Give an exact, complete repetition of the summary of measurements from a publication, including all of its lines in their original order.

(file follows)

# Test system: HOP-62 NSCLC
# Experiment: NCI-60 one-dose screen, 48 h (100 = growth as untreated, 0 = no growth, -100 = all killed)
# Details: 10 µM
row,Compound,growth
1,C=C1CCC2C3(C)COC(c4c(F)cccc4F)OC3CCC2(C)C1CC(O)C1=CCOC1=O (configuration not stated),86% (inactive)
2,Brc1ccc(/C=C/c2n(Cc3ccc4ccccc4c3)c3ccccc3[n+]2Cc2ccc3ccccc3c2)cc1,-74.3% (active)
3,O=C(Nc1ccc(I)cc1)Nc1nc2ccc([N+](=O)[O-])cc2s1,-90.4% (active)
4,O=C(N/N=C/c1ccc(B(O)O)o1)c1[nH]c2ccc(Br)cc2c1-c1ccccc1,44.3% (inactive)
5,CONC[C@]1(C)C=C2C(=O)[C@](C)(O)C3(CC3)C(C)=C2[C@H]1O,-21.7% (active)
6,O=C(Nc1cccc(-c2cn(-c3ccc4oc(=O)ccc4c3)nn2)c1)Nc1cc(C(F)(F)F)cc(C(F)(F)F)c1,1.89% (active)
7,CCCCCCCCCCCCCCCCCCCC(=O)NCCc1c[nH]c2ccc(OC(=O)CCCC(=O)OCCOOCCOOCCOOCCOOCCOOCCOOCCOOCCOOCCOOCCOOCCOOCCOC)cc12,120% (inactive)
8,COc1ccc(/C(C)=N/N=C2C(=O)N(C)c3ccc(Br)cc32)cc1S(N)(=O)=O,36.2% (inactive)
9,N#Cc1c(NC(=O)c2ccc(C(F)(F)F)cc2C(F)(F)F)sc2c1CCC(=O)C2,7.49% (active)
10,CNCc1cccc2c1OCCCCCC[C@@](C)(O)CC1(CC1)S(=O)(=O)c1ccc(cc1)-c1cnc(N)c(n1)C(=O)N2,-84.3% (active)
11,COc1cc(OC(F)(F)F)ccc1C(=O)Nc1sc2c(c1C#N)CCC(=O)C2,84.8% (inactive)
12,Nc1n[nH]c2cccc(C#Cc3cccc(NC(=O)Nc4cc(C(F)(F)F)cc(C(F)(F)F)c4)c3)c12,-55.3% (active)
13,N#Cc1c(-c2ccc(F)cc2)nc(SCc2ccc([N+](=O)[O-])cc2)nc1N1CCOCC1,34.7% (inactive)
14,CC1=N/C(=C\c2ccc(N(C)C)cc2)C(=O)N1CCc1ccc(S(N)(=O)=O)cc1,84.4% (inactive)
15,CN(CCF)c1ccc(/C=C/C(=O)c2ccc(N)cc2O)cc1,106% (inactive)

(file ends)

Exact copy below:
# Test system: HOP-62 NSCLC
# Experiment: NCI-60 one-dose screen, 48 h (100 = growth as untreated, 0 = no growth, -100 = all killed)
# Details: 10 µM
row,Compound,growth
1,C=C1CCC2C3(C)COC(c4c(F)cccc4F)OC3CCC2(C)C1CC(O)C1=CCOC1=O (configuration not stated),86% (inactive)
2,Brc1ccc(/C=C/c2n(Cc3ccc4ccccc4c3)c3ccccc3[n+]2Cc2ccc3ccccc3c2)cc1,-74.3% (active)
3,O=C(Nc1ccc(I)cc1)Nc1nc2ccc([N+](=O)[O-])cc2s1,-90.4% (active)
4,O=C(N/N=C/c1ccc(B(O)O)o1)c1[nH]c2ccc(Br)cc2c1-c1ccccc1,44.3% (inactive)
5,CONC[C@]1(C)C=C2C(=O)[C@](C)(O)C3(CC3)C(C)=C2[C@H]1O,-21.7% (active)
6,O=C(Nc1cccc(-c2cn(-c3ccc4oc(=O)ccc4c3)nn2)c1)Nc1cc(C(F)(F)F)cc(C(F)(F)F)c1,1.89% (active)
7,CCCCCCCCCCCCCCCCCCCC(=O)NCCc1c[nH]c2ccc(OC(=O)CCCC(=O)OCCOOCCOOCCOOCCOOCCOOCCOOCCOOCCOOCCOOCCOOCCOOCCOC)cc12,120% (inactive)
8,COc1ccc(/C(C)=N/N=C2C(=O)N(C)c3ccc(Br)cc32)cc1S(N)(=O)=O,36.2% (inactive)
9,N#Cc1c(NC(=O)c2ccc(C(F)(F)F)cc2C(F)(F)F)sc2c1CCC(=O)C2,7.49% (active)
10,CNCc1cccc2c1OCCCCCC[C@@](C)(O)CC1(CC1)S(=O)(=O)c1ccc(cc1)-c1cnc(N)c(n1)C(=O)N2,-84.3% (active)
11,COc1cc(OC(F)(F)F)ccc1C(=O)Nc1sc2c(c1C#N)CCC(=O)C2,84.8% (inactive)
12,Nc1n[nH]c2cccc(C#Cc3cccc(NC(=O)Nc4cc(C(F)(F)F)cc(C(F)(F)F)c4)c3)c12,-55.3% (active)
13,N#Cc1c(-c2ccc(F)cc2)nc(SCc2ccc([N+](=O)[O-])cc2)nc1N1CCOCC1,34.7% (inactive)
14,CC1=N/C(=C\c2ccc(N(C)C)cc2)C(=O)N1CCc1ccc(S(N)(=O)=O)cc1,84.4% (inactive)
15,CN(CCF)c1ccc(/C=C/C(=O)c2ccc(N)cc2O)cc1,106% (inactive)